hymenopus coronata

Conrad Bérubé
island crop management
email: uc779(at)freenet.victoria.bc.ca

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Warble Fly

Information on this page is derived from public domain documents published by the federal government of canada, the provincial government of British Columbia and information contributed on electronic discussion groups. Please bear in mind that any pesticides mentioned in these pages may no longer be recommended or registered for the indicated use — check with your local pesticide officer or regional agrologist for current info (you can use the provincial directory on the internet to search for those job titles or call Enquiry bc at 1 800 663-7867 for assistance). It is recommended that you use a search engine using the common name and/or scientific name of the organism(s) below, together with the name of your province, to find biology and management information relevant to your local conditions.

If you choose to use chemical controls remember to
always follow pesticide label instructions!

insects of economic importance in Canada and British Columbia


Calf Running Warble Fly under the Skin 



 Warble Fly under the Skin of cattle      Warble Fly   Warble Fly


Warble Fly  Adult Warble Fly Adult Warble Fly


Larva        Larva

Agriculture and Agri-Food Canada Insect Identification sheet No. 22 October 1982

Warble Fly

Hypoderma lineatum (DeVillers)

Hypoderma bovis (Linnaeus)

The warble fly, or heel fly, is a major pest of cattle in the Northern Hemisphere. There are two species: the common cattle grub, Hypoderma lineatum , and the northern cattle grub, Hypoderma bovis. Both occur in Canada.

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The egg-laying activities of warble flies terrifies cattle into running or gadding, which interferes with normal grazing, reduces milk flow and somearial causes injuries. On hatching, the larvae (grubs) burrow through the skin and migrate through the body until reaching the animal's back where they produce the characteristic lumps, or warbles. Each warble has a breathing hole made by the grub and these injuries somearial lead to infection. In moving through an animal's body, the grubs may injure its esophagus and affect its ability to eat, resulting in loss of weight, or they may injure its spinal cord, causing paralysis. Infected animals have lower market values because of carcass trimming required and because of damaged hides for leather.

Life Cycle:

The adult warble fly has a black, hairy body marked with yellow to orange stripes and resembles a small bumblebee. The flies are active in the spring and early summer, when each female lays about 600 eggs on the hairs of an animal's legs, belly and flanks. The adult fly of the common cattle grub is about 1 3 mm long and appears in May and June; that of the northern cattle grub is about 2 cm long and appears in June and July. The tiny, barely visible eggs hatch in 2 to 7 days and the young grubs penetrate the animal's skin and begin moving through its body, reaching its back about 7 to 9 months later. Here they remain for about 2 months until fully developed, by which time their color has changed from white to dark brown or black. On reaching maturity, the grubs emerge from the warbles and drop to the ground to pupate. Adult flies appear in 1 to 2 months.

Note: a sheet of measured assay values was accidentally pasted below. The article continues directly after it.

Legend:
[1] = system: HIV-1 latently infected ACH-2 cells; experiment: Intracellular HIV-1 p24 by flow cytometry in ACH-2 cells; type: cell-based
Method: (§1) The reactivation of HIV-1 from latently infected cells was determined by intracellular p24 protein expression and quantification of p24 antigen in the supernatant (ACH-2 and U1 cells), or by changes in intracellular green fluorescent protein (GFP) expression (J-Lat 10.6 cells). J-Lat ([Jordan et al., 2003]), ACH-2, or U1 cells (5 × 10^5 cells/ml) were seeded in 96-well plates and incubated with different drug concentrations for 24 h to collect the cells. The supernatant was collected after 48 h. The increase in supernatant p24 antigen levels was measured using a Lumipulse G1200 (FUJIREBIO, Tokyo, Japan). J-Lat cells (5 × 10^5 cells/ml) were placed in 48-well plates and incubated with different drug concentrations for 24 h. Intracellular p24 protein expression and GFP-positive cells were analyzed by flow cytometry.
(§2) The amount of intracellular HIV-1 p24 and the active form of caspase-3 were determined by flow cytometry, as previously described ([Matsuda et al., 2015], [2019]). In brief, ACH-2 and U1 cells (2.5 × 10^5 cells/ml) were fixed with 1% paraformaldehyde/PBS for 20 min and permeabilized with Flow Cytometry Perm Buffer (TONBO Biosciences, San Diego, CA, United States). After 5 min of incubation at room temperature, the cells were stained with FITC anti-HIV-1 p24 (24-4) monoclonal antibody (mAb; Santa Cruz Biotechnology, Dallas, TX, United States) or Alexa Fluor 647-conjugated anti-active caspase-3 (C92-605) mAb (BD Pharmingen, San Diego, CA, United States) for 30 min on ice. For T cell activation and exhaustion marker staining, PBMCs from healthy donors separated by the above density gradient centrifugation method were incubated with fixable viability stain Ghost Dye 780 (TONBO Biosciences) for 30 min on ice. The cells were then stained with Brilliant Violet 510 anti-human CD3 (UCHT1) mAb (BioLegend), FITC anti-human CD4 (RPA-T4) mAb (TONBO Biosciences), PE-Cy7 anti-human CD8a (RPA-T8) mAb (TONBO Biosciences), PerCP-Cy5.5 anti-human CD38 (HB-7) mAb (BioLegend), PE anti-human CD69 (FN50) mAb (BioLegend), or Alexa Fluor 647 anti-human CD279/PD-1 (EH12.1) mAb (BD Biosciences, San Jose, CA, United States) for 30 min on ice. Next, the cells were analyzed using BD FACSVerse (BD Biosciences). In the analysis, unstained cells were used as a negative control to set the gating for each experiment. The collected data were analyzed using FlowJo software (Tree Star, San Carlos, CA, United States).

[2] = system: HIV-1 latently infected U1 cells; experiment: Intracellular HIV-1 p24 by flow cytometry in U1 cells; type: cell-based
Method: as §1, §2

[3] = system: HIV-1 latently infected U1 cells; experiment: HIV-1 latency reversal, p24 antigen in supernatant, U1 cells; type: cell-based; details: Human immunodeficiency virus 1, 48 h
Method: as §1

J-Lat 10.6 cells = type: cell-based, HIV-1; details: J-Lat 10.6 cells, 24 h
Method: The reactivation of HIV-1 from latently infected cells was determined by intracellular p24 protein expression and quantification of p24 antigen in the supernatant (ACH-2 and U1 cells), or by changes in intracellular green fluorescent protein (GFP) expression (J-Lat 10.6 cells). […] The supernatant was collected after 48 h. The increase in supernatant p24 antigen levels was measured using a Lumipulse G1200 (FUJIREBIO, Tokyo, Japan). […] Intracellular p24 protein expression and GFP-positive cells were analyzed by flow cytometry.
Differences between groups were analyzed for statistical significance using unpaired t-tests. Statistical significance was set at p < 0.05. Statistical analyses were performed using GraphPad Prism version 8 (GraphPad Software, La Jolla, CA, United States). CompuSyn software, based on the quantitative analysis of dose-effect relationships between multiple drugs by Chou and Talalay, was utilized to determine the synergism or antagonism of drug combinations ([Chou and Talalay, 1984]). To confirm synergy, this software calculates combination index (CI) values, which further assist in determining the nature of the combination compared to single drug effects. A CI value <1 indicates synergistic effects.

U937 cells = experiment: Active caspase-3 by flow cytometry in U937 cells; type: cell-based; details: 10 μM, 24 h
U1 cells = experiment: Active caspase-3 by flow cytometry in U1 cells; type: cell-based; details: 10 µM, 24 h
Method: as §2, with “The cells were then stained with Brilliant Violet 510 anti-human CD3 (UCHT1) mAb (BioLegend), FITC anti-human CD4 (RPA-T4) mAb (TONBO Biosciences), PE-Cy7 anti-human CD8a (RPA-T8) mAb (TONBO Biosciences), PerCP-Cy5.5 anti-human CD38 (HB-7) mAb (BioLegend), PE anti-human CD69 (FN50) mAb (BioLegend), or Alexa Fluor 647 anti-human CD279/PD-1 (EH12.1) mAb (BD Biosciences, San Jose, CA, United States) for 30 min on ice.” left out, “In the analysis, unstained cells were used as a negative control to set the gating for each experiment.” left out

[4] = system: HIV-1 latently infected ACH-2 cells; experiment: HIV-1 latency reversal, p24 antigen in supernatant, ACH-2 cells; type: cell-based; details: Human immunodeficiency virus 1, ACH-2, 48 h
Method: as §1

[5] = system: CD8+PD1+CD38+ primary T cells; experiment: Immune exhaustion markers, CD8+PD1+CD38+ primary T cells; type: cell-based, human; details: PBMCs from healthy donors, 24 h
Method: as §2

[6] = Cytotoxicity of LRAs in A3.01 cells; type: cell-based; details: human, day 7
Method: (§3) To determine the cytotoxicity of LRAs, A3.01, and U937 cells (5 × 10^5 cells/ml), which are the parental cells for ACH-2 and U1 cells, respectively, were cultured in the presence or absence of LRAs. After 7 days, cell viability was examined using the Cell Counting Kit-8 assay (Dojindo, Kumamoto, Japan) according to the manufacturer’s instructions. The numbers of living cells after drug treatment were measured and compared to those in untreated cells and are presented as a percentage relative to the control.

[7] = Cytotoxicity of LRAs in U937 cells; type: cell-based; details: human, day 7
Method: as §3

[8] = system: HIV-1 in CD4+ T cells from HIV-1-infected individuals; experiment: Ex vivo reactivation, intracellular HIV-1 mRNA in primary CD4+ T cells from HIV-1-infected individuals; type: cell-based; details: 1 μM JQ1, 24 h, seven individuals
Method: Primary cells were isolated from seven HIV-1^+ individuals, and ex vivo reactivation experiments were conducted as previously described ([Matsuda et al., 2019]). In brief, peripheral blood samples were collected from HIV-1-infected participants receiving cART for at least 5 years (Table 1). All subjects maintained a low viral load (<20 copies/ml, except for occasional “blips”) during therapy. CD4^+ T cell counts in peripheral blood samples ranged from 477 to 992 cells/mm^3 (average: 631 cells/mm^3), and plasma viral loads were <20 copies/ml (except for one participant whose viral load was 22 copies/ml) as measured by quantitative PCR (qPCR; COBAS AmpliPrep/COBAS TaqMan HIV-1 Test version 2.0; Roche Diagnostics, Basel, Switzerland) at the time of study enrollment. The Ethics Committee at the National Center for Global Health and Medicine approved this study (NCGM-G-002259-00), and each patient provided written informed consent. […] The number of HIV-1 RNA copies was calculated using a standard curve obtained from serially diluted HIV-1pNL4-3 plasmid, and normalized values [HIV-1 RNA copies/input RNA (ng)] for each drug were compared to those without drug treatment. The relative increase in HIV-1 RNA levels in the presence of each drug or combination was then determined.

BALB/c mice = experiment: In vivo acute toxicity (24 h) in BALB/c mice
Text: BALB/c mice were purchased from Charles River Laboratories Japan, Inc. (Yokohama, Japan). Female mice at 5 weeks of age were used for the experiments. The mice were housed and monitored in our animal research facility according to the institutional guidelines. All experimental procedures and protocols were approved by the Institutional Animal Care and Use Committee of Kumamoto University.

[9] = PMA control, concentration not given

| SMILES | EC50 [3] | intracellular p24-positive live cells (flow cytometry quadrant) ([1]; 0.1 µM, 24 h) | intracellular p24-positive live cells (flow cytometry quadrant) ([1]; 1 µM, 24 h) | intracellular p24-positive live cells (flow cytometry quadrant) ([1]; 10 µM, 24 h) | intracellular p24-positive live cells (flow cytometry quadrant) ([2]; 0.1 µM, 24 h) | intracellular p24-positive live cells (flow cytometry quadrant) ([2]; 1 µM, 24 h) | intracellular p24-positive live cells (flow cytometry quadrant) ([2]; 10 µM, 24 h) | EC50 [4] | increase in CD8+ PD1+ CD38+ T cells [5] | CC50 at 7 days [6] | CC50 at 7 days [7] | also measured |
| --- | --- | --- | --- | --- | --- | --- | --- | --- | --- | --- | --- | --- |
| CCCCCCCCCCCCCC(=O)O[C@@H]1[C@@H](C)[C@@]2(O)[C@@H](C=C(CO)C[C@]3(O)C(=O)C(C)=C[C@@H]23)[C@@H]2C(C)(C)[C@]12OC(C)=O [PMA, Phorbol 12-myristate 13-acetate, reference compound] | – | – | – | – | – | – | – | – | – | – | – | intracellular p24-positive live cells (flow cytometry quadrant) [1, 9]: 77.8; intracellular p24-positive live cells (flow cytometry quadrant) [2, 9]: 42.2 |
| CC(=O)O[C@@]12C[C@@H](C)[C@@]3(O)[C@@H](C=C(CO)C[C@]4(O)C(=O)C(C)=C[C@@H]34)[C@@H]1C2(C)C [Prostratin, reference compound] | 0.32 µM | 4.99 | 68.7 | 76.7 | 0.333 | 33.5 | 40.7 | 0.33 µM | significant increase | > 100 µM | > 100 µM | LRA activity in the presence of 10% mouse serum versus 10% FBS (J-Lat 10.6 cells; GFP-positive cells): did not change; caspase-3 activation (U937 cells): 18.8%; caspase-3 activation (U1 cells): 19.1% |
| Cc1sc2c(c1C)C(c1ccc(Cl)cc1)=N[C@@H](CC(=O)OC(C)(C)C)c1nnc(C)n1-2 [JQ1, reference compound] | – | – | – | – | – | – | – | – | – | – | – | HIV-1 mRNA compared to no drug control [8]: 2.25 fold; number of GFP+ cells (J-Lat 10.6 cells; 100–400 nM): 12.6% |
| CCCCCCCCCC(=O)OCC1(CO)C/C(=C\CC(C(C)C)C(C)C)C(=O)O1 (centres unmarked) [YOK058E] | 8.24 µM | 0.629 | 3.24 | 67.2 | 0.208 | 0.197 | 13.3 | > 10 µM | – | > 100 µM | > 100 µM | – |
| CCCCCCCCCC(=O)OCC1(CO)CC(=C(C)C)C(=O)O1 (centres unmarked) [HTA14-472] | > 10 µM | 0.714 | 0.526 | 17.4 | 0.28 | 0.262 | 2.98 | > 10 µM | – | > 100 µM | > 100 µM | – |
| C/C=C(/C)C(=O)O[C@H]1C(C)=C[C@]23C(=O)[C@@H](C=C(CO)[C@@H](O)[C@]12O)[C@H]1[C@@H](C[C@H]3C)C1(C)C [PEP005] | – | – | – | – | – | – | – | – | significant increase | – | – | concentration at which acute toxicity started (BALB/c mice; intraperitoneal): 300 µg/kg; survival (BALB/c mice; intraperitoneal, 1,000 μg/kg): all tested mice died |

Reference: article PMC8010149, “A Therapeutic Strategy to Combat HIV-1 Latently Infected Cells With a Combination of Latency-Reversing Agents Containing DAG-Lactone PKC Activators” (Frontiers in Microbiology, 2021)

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Pest Management:

Since there is no practical method of killing the adult flies or preventing them from laying eggs on cattle, control measures must be directed at the grubs. Consult your provincial Agriculture Department for recommendations.

Dermatobia hominis, the human botfly, is a major pest of warm blooded animals, including man, throughout the American tropics. Although there have been some research efforts to support the idea of an eventual eradication of this pest, not much has been accomplished on this idea because of the difficulty in artificial rearing it. Although the USDA may have partially supported some of this research, there has never been any major campaign to control it; except the control afforded by acaricides applied for tick control. The USDA and the Mexican and Central American countries are engaged in a major campaign to eradicate the primary screw worm, Cochliomyia hominivorax (already eradicated from all countries North of Honduras; the plans are to eradicate it all the way to Panama and establish a permanent, biological barrier in Panama).

As to Dermatobia hominis, one of the best review papers is: Sancho, E. 1988. Dermatobia, the Neotropical warble fly. Parasitology Today. 4:242-246. This paper cites 45+ papers on this insect.

Alberto B. Broce Kansas State University Department of Entomology W est Waters Hall Manhattan, KS 66506 voice (913) 532-4745 FAX
(913) 532-6232 abroce@oz.oznet.ksu.edu

There are two fascinating recent articles on these flies. The first is a confirmation of "bacon therapy" for the removal of the larvae from humans, Brewer et al, J Amer Med Sco 270, 2087-2088 (Nov 1993) and an account of the mating behavior of related Cuterebra flies in the Western US in the Fall 1994 American Entomologist, 153-160 by Paul Catts.

Hugh M. Robertson Associate Professor Department of Entomology University of Illinois 505 S. Goodwin Urbana, IL 61801 Phone (217) 333-0489 FAX (217) 244-3499 Email "hughrobe@uiuc.edu"


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Copyright © 2007 Conrad Bérubé, site design, concept and scripting. All rights reserved worldwide.
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